That is what scouts think about the Yankees’ new No. 2. Michael Pineda’s fastball and slider are devastating, but Pineda still needs to refine the change-up. So get ready to hear a lot about Pineda’s change next month in spring training. One scout said it is basic refining pitches. He is only 23, after all.
This is why the Yankees are going to have to manage the expectations on Pineda. He is less proven than Phil Hughes. Like Hughes, he is still developing, but there is no telling what he is exactly. He does have better stuff than Hughes. Still, you could make an argument that Hughes will have a better year than Pineda in 2012.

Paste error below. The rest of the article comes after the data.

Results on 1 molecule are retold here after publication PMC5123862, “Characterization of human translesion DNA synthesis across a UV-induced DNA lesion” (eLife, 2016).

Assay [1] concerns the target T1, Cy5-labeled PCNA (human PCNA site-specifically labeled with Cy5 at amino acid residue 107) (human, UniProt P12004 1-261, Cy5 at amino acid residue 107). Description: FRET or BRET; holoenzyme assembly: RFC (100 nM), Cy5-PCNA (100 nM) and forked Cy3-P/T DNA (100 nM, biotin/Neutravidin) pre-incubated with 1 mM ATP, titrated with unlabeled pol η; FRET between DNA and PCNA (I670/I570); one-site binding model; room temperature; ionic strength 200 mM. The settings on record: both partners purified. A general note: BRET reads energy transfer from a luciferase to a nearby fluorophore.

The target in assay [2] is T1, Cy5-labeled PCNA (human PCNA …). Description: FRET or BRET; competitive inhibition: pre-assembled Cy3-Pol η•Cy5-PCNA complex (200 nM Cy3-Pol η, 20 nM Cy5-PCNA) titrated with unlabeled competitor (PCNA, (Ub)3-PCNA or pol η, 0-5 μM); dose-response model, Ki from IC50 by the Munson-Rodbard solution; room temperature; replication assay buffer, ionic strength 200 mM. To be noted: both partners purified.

Overreaction? I think so. But that concern has permeated the Yankee world over the past few days and it has become almost common knowledge that Pineda’s change-up is bad. It has become common knowledge that Pineda needs to improve his change-up to take that next step. Cashman said it quite clearly. Pineda improves the change-up, or this deal was a mistake. That has to scare Yankees fans who have seen countless prospects fail to improve their change-ups, fail to take that next step, and ultimately fail to succeed in pinstripes. I’m not so sure this is the case, though. Let’s compared Michael Pineda’s change-up to that of another big, hard throwing starting pitcher, a guy who throws a fastball, slider, or change 94% of the time.
Pineda: 0.28 wins above replacement per 100 change-ups in 2011.
Pitcher B: 0.28 wins above replacement per 100 change-ups in 2011.
Pitcher B is CC Sabathia.